Sleeps With Monsters

Sleeps With Monsters: Helen S. Wright’s A Matter of Oaths

Remember 1988? I don’t, not really—but then, I was two at the time.

People who were older than two in 1988 might remember Helen S. Wright’s A Matter of Oaths. Or then again, they might not: Wright seems to have published precisely one novel (at least, under that name) and at the time, it received little acclaim.

Nigh on thirty years later, republished with a foreword by Becky Chambers, I have to hope its fate will be vastly different. Because A Matter of Oaths deserves your attention. (And it’s one of those books, like Swordspoint, that I honestly didn’t think anyone was publishing in the eighties until I read it.)

The Bhattya is a patrol ship in a universe divided between two immortal emperors. Ships are piloted and largely crewed by webbers—humans who’ve been modified in order to pilot and navigate the ship in the depths of space, using something called the web. The Guild of Webbers basically rules space travel, and maintains its independence from either emperor. Under Guild rules, each ship is commanded by a triumvirate with different skillsets: Webmaster (with responsibility for the ship’s web and webbers), Commander (with responsibility for fighting the ship) and Captain (with responsibility for the ship’s cargo and the ship’s physical structures).

Bhattyas Three are looking for a new first officer for their webbers. Rallya, their Commander, is old, acerbic, and has high standards. She’s extremely competent, and she also enjoys needling people, the kind of strong personality who runs roughshod over people who don’t stand up to her, has no patience for fools, and also has a strong sense of duty. Bhattya‘s Webmaster, Joshim, is concerned that Rallya’s web reflexes will deteriorate over the next five years—as is natural with age—and believes that they should look for a first officer (a First) who can stand up to her, become her protégé, and eventually move into her role.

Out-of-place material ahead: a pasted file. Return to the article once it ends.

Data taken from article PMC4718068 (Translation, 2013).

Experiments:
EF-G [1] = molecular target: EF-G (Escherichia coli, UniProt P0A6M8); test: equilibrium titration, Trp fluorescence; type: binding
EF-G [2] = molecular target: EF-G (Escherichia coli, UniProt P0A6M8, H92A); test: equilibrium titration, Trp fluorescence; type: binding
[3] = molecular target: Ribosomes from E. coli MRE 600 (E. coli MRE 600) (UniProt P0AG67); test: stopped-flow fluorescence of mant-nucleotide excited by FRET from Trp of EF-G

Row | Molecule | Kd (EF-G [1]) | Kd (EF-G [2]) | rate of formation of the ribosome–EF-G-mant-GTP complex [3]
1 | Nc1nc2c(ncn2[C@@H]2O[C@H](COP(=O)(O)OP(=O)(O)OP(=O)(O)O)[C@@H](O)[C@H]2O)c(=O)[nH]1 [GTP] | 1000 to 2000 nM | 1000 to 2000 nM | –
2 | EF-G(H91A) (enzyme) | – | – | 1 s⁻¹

Enter Rafell (“Rafe”), an absurdly young-looking brevet First who’s lost the only ship he ever remembers serving on. Rafe has pretty much every qualification Bhattyas Three might look for, but there’s one small problem: His record notes that he was subject to a memory wipe to enforce his compliance with the Guild’s Oath. Oathbreakers aren’t held in high regard: Few webbers can really imagine doing such a thing. Rafe has come to accept that he’ll never have another ship, and therefore he has nothing left to lose.

But when he games Rallya to a draw in a tactical simulation, Rallya finds no place for her objections. And Joshim sees him first for his skill, rather than his past. Bhattya wants Rafe aboard—but what none of them realise, not even Rafe himself, is that his forgotten past is more complicated that anyone might guess. And it hasn’t left him entirely behind.

A Matter of Oaths has two (or maybe three, depending on how you want to count the love interest) main protagonists. Rallya’s an older woman, of a kind that’s rarely depicted sympathetically in fiction. And Rafe, well. Rafe and Joshim are both men, and they end up lovers and strongly in love. And—in part because of this—Rafe gradually starts to recover pieces of his memory. Rafe’s memory-wipe isn’t as simple as the consequences of oath-breaking. It’s tangled up in politics, both regarding the Guild and the two emperors, and uncovering the reasons behind it, uncovering Rafe’s past, may change the trajectory of galactic affairs in the present.

And as far as I can tell, the majority of characters in A Matter of Oaths aren’t white.

This is a vivid, vital and energetic space opera, full of incident and emotion. It’s vision of a space-faring society doesn’t seem out of place to a contemporary reader, the way many other future visions of the eighties and nineties do, because Wright’s space opera includes in positive, sympathetic ways people that those other visions leave out—like women reluctantly nearing retirement after a long career and men who love men.

And, just in case I failed to mention? It’s really compelling and a hell of a lot of fun. I recommend it highly. GO AND READ IT.

Liz Bourke is a cranky queer person who reads books. She holds a Ph.D in Classics from Trinity College, Dublin. Her first book, Sleeping With Monsters, a collection of reviews and criticism, is out now from Aqueduct Press. Find her at her blog, where she’s been known to talk about even more books thanks to her Patreon supporters. Or find her at her Twitter. She supports the work of the Irish Refugee Council and the Abortion Rights Campaign.


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